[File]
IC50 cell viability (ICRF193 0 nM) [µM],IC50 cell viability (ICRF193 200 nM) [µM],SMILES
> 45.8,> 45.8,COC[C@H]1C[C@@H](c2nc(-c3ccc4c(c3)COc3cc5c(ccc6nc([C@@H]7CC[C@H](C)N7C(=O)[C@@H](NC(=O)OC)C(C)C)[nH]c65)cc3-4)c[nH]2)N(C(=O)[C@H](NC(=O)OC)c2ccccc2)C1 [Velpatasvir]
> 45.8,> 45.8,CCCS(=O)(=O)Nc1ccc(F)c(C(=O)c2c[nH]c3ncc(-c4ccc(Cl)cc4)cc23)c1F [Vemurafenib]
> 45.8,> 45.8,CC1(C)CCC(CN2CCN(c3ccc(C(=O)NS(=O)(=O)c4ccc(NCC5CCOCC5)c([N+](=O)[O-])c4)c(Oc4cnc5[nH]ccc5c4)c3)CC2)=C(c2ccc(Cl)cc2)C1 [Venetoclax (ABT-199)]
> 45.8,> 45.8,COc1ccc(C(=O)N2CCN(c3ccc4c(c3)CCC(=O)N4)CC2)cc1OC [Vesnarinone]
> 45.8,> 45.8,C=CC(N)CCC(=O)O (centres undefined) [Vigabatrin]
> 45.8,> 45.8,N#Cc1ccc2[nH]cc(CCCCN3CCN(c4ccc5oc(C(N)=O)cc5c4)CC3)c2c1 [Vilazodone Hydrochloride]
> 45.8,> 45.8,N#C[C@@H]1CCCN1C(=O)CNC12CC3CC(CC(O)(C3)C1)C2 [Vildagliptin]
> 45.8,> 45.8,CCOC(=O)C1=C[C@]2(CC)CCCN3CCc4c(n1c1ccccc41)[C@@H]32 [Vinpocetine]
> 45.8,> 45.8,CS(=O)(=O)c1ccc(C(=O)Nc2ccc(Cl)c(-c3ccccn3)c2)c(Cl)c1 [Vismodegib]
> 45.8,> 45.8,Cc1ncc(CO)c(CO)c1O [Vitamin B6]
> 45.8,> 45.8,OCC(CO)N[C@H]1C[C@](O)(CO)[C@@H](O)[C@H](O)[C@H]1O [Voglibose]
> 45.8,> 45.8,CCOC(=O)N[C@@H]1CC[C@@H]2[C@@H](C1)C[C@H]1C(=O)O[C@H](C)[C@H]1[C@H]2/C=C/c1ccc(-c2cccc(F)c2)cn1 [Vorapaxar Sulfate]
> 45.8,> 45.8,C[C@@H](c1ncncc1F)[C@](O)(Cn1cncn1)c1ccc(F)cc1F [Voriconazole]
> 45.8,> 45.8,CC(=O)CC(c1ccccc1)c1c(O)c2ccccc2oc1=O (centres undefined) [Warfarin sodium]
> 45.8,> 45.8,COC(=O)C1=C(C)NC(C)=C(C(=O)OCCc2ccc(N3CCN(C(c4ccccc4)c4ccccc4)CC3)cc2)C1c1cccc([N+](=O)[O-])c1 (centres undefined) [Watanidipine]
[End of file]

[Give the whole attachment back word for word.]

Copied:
IC50 cell viability (ICRF193 0 nM) [µM],IC50 cell viability (ICRF193 200 nM) [µM],SMILES
> 45.8,> 45.8,COC[C@H]1C[C@@H](c2nc(-c3ccc4c(c3)COc3cc5c(ccc6nc([C@@H]7CC[C@H](C)N7C(=O)[C@@H](NC(=O)OC)C(C)C)[nH]c65)cc3-4)c[nH]2)N(C(=O)[C@H](NC(=O)OC)c2ccccc2)C1 [Velpatasvir]
> 45.8,> 45.8,CCCS(=O)(=O)Nc1ccc(F)c(C(=O)c2c[nH]c3ncc(-c4ccc(Cl)cc4)cc23)c1F [Vemurafenib]
> 45.8,> 45.8,CC1(C)CCC(CN2CCN(c3ccc(C(=O)NS(=O)(=O)c4ccc(NCC5CCOCC5)c([N+](=O)[O-])c4)c(Oc4cnc5[nH]ccc5c4)c3)CC2)=C(c2ccc(Cl)cc2)C1 [Venetoclax (ABT-199)]
> 45.8,> 45.8,COc1ccc(C(=O)N2CCN(c3ccc4c(c3)CCC(=O)N4)CC2)cc1OC [Vesnarinone]
> 45.8,> 45.8,C=CC(N)CCC(=O)O (centres undefined) [Vigabatrin]
> 45.8,> 45.8,N#Cc1ccc2[nH]cc(CCCCN3CCN(c4ccc5oc(C(N)=O)cc5c4)CC3)c2c1 [Vilazodone Hydrochloride]
> 45.8,> 45.8,N#C[C@@H]1CCCN1C(=O)CNC12CC3CC(CC(O)(C3)C1)C2 [Vildagliptin]
> 45.8,> 45.8,CCOC(=O)C1=C[C@]2(CC)CCCN3CCc4c(n1c1ccccc41)[C@@H]32 [Vinpocetine]
> 45.8,> 45.8,CS(=O)(=O)c1ccc(C(=O)Nc2ccc(Cl)c(-c3ccccn3)c2)c(Cl)c1 [Vismodegib]
> 45.8,> 45.8,Cc1ncc(CO)c(CO)c1O [Vitamin B6]
> 45.8,> 45.8,OCC(CO)N[C@H]1C[C@](O)(CO)[C@@H](O)[C@H](O)[C@H]1O [Voglibose]
> 45.8,> 45.8,CCOC(=O)N[C@@H]1CC[C@@H]2[C@@H](C1)C[C@H]1C(=O)O[C@H](C)[C@H]1[C@H]2/C=C/c1ccc(-c2cccc(F)c2)cn1 [Vorapaxar Sulfate]
> 45.8,> 45.8,C[C@@H](c1ncncc1F)[C@](O)(Cn1cncn1)c1ccc(F)cc1F [Voriconazole]
> 45.8,> 45.8,CC(=O)CC(c1ccccc1)c1c(O)c2ccccc2oc1=O (centres undefined) [Warfarin sodium]
> 45.8,> 45.8,COC(=O)C1=C(C)NC(C)=C(C(=O)OCCc2ccc(N3CCN(C(c4ccccc4)c4ccccc4)CC3)cc2)C1c1cccc([N+](=O)[O-])c1 (centres undefined) [Watanidipine]